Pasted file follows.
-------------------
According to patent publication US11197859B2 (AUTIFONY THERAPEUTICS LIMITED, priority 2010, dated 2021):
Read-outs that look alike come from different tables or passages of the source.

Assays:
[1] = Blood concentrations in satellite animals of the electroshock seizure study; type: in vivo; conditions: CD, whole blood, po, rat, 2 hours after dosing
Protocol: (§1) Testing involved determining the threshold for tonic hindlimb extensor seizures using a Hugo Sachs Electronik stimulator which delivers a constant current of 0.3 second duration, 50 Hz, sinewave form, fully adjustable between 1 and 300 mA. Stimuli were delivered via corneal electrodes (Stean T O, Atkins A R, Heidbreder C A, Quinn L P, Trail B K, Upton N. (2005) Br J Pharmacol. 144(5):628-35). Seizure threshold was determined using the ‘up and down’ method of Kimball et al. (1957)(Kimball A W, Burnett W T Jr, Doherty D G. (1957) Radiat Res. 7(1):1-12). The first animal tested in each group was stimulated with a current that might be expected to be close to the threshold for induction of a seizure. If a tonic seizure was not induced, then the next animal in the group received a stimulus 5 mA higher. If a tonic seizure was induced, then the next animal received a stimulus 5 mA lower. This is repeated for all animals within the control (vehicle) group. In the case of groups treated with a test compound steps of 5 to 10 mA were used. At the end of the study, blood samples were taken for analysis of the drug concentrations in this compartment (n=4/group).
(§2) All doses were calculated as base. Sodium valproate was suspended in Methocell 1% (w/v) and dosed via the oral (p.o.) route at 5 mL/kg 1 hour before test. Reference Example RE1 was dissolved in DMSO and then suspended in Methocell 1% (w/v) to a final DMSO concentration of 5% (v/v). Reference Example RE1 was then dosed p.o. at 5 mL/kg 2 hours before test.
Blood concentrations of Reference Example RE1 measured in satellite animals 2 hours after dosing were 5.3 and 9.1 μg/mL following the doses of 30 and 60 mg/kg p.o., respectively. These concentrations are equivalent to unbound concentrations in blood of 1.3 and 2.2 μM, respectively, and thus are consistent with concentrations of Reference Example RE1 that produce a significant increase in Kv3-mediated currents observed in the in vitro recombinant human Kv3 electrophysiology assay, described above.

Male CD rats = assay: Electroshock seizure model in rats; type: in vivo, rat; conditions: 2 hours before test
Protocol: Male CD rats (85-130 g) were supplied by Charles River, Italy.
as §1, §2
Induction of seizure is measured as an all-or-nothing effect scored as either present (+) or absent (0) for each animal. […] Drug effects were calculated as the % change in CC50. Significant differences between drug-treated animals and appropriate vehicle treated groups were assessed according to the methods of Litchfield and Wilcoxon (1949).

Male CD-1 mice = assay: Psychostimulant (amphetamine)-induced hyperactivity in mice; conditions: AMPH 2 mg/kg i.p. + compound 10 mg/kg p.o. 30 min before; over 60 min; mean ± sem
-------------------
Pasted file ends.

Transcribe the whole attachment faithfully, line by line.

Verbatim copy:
According to patent publication US11197859B2 (AUTIFONY THERAPEUTICS LIMITED, priority 2010, dated 2021):
Read-outs that look alike come from different tables or passages of the source.

Assays:
[1] = Blood concentrations in satellite animals of the electroshock seizure study; type: in vivo; conditions: CD, whole blood, po, rat, 2 hours after dosing
Protocol: (§1) Testing involved determining the threshold for tonic hindlimb extensor seizures using a Hugo Sachs Electronik stimulator which delivers a constant current of 0.3 second duration, 50 Hz, sinewave form, fully adjustable between 1 and 300 mA. Stimuli were delivered via corneal electrodes (Stean T O, Atkins A R, Heidbreder C A, Quinn L P, Trail B K, Upton N. (2005) Br J Pharmacol. 144(5):628-35). Seizure threshold was determined using the ‘up and down’ method of Kimball et al. (1957)(Kimball A W, Burnett W T Jr, Doherty D G. (1957) Radiat Res. 7(1):1-12). The first animal tested in each group was stimulated with a current that might be expected to be close to the threshold for induction of a seizure. If a tonic seizure was not induced, then the next animal in the group received a stimulus 5 mA higher. If a tonic seizure was induced, then the next animal received a stimulus 5 mA lower. This is repeated for all animals within the control (vehicle) group. In the case of groups treated with a test compound steps of 5 to 10 mA were used. At the end of the study, blood samples were taken for analysis of the drug concentrations in this compartment (n=4/group).
(§2) All doses were calculated as base. Sodium valproate was suspended in Methocell 1% (w/v) and dosed via the oral (p.o.) route at 5 mL/kg 1 hour before test. Reference Example RE1 was dissolved in DMSO and then suspended in Methocell 1% (w/v) to a final DMSO concentration of 5% (v/v). Reference Example RE1 was then dosed p.o. at 5 mL/kg 2 hours before test.
Blood concentrations of Reference Example RE1 measured in satellite animals 2 hours after dosing were 5.3 and 9.1 μg/mL following the doses of 30 and 60 mg/kg p.o., respectively. These concentrations are equivalent to unbound concentrations in blood of 1.3 and 2.2 μM, respectively, and thus are consistent with concentrations of Reference Example RE1 that produce a significant increase in Kv3-mediated currents observed in the in vitro recombinant human Kv3 electrophysiology assay, described above.

Male CD rats = assay: Electroshock seizure model in rats; type: in vivo, rat; conditions: 2 hours before test
Protocol: Male CD rats (85-130 g) were supplied by Charles River, Italy.
as §1, §2
Induction of seizure is measured as an all-or-nothing effect scored as either present (+) or absent (0) for each animal. […] Drug effects were calculated as the % change in CC50. Significant differences between drug-treated animals and appropriate vehicle treated groups were assessed according to the methods of Litchfield and Wilcoxon (1949).

Male CD-1 mice = assay: Psychostimulant (amphetamine)-induced hyperactivity in mice; conditions: AMPH 2 mg/kg i.p. + compound 10 mg/kg p.o. 30 min before; over 60 min; mean ± sem